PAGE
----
An identified barrier to the widespread use of renewable energy technologies is the lack of understanding in the public, at a political level and within the industry sector about the benefits, opportunities and capabilities of renewable energies (RE). One reason is that the communication of the RE sector may not be convincing enough.
Cognitive biases, dealing with negative publicity and creating meaningful brands, are some of the aspects described in a new scoping study from the IEA-RETD, giving some fascinating insight into how communications campaigns for renewables can be improved.
Here’s a few cognitive biases (non-rational human behaviours) for starters:
- The omission bias – the tendency to consider harmful actions as worse than equally harmful inactions
An example in the context of renewables is: What will retaining traditional fossil-fuel based energy system cost?
- The endowment effect – our tendency to overvalue something just because we own it
This can be used positively in the context of community ownership schemes – perhaps in national investments in RE.
- Loss aversion – Individuals are more strongly motivated by avoiding a loss than acquiring a similar gain
- Hyperbolic discounting – People will be farsighted when planning if both costs and benefits occur in the future
They will make shortsighted decisions if costs OR benefits are immediate
- Pro-social behavior and fairness – Individuals tend to value fairness and act pro-socially, particularly if free-riding can be minimized.
According to the report – aiming only to be heard or seen is not enough, particularly in a crowded arena such as energy policy. RE campaigns must compete with communications about other energy sources, and strive to be remembered and acted upon. Communications messages should be placed into compelling and memorable stories.
Messages about RE should be carefully differentiated by segment, taking insights from behavioural economics into account where possible. Often case studies targeted the ‘general public’ or ‘the media’ without further differentiation and did not take behavioural economics findings into account.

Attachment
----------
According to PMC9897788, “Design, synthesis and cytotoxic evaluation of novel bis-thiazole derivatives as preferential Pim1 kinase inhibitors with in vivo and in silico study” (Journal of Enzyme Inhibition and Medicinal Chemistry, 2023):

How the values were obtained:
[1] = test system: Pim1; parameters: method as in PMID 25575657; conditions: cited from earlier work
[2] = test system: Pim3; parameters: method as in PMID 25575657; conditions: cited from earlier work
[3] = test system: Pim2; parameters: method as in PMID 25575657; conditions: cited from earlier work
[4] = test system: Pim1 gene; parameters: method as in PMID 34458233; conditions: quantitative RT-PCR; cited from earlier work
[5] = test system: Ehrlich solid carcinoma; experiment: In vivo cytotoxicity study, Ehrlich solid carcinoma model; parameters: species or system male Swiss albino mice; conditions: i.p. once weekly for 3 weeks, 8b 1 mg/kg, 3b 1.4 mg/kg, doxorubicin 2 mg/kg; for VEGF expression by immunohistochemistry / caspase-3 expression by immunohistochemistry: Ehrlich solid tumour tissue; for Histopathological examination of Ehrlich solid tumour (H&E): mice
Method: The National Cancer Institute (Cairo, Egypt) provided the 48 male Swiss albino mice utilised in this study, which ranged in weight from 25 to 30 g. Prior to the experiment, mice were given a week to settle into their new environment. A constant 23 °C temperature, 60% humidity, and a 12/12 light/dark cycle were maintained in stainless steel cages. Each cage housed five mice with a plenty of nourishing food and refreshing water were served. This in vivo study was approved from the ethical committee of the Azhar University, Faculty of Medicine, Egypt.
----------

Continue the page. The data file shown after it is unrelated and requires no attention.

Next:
Timing is everything for RE communications campaigns. Appropriate timing and duration are keys to a campaign being perceived as relevant by its target audiences.
Pre-campaign research was often used to develop an understanding of public attitudes to renewable energy but was not used to the extent which it could have been in undertaking detailed targeting and segmenting of audiences.
Stakeholders are invited to contribute to a communications knowledge platform for RE to pool information, experiences and knowledge for improved RE communications. If you are interested, please contact email@example.com
The project has been carried out by a consortium consisting of the International Institute for Sustainable Development (IISD), Green Budget Germany / Forum Ökologisch-Soziale Marktwirtschaft (FÖS), and the global renewable energy communications agency Collings & Monney.
What is the IEA-RETD ?
The International Energy Agency’s Implementing Agreement on Renewable Energy Technology Deployment (IEA-RETD) is a policy-focused, technology cross-cutting platform that brings together the experience and best practices of some of the world’s leading countries in renewable energy with the expertise of renowned consulting firms and academia.
The mission of IEA-RETD is to accelerate the large-scale deployment of renewable energies. It is currently comprised of nine countries: Canada, Denmark, France, Germany, Ireland, Japan, the Netherlands, Norway, and the United Kingdom. Hans Jørgen Koch, Deputy State Secretary, Ministry of Climate and Energy, Danish Energy Agency, serves as Chair of the RETD.
The IEA-RETD Implementing Agreement is one of a number of Implementing Agreements on renewable energy under the framework of the International Energy Agency (IEA). The creation of the IEA-RETD Implementing Agreement was announced at the International Renewable Energy Conference in Bonn, 2004.
For further information please visit: www.iea-retd.org